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I’m focusing my March posts on Conscious Input and Output, and Week 13 is all about Perspective.

I’ll be honest: I almost changed my topic halfway through last week to Stress, because I was under a lot of it! I’m going to offer a double whammy analysis of stress via the lens of perspective, which I hope will serve as an model for how you can tend to your perspective more.

 

Why Perspective?

I’ve been listening to Amy Cuddy’s book Presence: Bringing Your Boldest Self to Your Biggest Challenges.[1] Cuddy is the researcher behind the famous “Superman Pose” Ted talk, “Your body language may shape who you are” (which you should definitely check out if you haven’t watched/heard it!). Cuddy shares many brilliant findings and suggestions in her book, but one that stuck out for me was this: 

We tend to exacerbate our failures and underscore our successes. 

I am a huge perpetrator of this. In fact, I actually wrote this “fail-y” paragraph in my first draft of this week’s blog post: 

My body was over it this week, and it was all due to stress. I rarely get sick, and I was staving off a cold. My period was nine days late. I wanted to cry at the drop of a hat. If I had condensed what my body was saying into a sentence it would have been: I am trying my damndest right now, but if I drop one ball it will all be for naught. I would have felt devastated if anyone on the outside thought I was doing a bad job; but of course, I didn’t give them that option. I struggle with an all or nothing mentality. Unfortunately, although I have been getting better at saying “I’m proud of myself,” I still tend to gauge my success on one of two options: do your work or fail.

That mentality“Oh, you’re tired from working? Big whoop, deal with it.”is deep rooted in me. I’d like to say I’m not proud of it, but a part of my working-class, I’ve-survived-this-far perspective is proud of my ability to push myself to do more, more, and then more. That isn’t something I can flip a switch on, but it is something I need to recognize and chip away at, because my body sometimes says “nope, no more” and I actually can’t be productive. Last week was one of those weeks, and I know that checking my perspective and learning new ways to approach productivity will actually help me succeed, heal, and tend better.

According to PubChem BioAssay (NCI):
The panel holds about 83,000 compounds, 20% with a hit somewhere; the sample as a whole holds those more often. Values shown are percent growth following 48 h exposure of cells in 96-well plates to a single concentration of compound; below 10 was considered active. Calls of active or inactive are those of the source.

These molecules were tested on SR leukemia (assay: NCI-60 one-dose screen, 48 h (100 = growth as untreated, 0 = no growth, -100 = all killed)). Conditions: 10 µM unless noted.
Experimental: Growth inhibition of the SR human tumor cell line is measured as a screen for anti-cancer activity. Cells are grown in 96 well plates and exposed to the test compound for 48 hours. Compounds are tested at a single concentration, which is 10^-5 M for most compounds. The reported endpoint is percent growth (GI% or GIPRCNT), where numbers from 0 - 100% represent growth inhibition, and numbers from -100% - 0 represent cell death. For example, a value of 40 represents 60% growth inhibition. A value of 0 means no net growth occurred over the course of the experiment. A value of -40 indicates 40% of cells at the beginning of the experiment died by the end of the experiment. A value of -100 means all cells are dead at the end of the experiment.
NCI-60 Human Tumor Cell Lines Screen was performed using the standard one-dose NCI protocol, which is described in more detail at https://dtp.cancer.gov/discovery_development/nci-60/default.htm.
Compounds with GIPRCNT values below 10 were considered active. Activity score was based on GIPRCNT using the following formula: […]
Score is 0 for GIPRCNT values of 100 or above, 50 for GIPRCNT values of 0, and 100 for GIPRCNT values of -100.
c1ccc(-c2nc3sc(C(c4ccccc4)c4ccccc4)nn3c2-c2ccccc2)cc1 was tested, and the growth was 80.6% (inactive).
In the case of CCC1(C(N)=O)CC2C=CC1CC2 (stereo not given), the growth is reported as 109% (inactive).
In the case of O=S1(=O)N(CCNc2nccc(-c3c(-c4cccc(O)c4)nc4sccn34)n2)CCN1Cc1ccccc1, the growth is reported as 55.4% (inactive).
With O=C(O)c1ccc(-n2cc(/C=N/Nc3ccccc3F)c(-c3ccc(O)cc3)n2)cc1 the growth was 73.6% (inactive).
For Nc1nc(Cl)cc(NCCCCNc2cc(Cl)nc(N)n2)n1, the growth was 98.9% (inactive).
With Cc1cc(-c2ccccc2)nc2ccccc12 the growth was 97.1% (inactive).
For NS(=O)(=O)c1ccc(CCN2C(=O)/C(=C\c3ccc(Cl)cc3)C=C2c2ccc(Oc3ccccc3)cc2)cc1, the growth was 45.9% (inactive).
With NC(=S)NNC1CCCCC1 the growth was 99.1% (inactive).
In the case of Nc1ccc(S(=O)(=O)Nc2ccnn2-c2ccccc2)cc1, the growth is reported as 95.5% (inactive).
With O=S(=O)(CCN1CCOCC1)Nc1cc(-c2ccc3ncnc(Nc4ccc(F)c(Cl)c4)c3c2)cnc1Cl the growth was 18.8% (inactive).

Choose Your Battles Wisely

My work doesn’t fit into a neat 9 to 5 schedule. Besides teaching and set hours office managing on site, I balance my own meetings, consulting (job 3), dissertation writing and research, doctor’s appointments, the gym, errands, travel, and any self care. Sometimes my schedule is balanced, but sometimes my energy and time are weighted more towards one side and another side suffers. When this happens, it feels like my whole day is toppling over like a Jenga tower.

I was bemoaning how exhausted I felt and how disappointed I was that I hadn’t done more work on my prospectus last week, and my Sweetie asked me to remember that if I have a container made to hold a dozen of eggs, that I literally will only be able to fit 12 eggs in the container. Any more than that will scrunch them up and break them. 

I felt this hard last week. One day I had 14 tasks on my Todoist for the day. FOURTEEN tasks for ONE day!!!! I felt anxious sitting at my PT appointment in the AM, thinking “okay, if I leave here and do Task A for 30 minutes, I can do Task B for 90 minutes and then drive right to C and then D for three hours and then E…” until I had booked myself up for the next 12 hours, non-stop, back to back. I knew that I was setting myself up for failure because I was already feeling like an exhausted failure, and it wasn’t even 10AM. I rescheduled a handful of the non-priority tasks for a later day, being sure to leave some self-care tasks on my day’s list. It felt amazing to change my expectations for my productivity that day, and my mood immediately lightened. In fact, I ended up completing 9 tasks that day4 more than I had originally cut my list down to!

 

Say No… to Yourself

I have a serious problem: even when no one asks me to, I offer a deadline for when I will finish a task. Here are two examples from last week:

  1. I was working on a report that my boss asked me to finish by the beginning of the following week. I emailed my boss and said “No problem! Working on it now and will have it done by tomorrow!”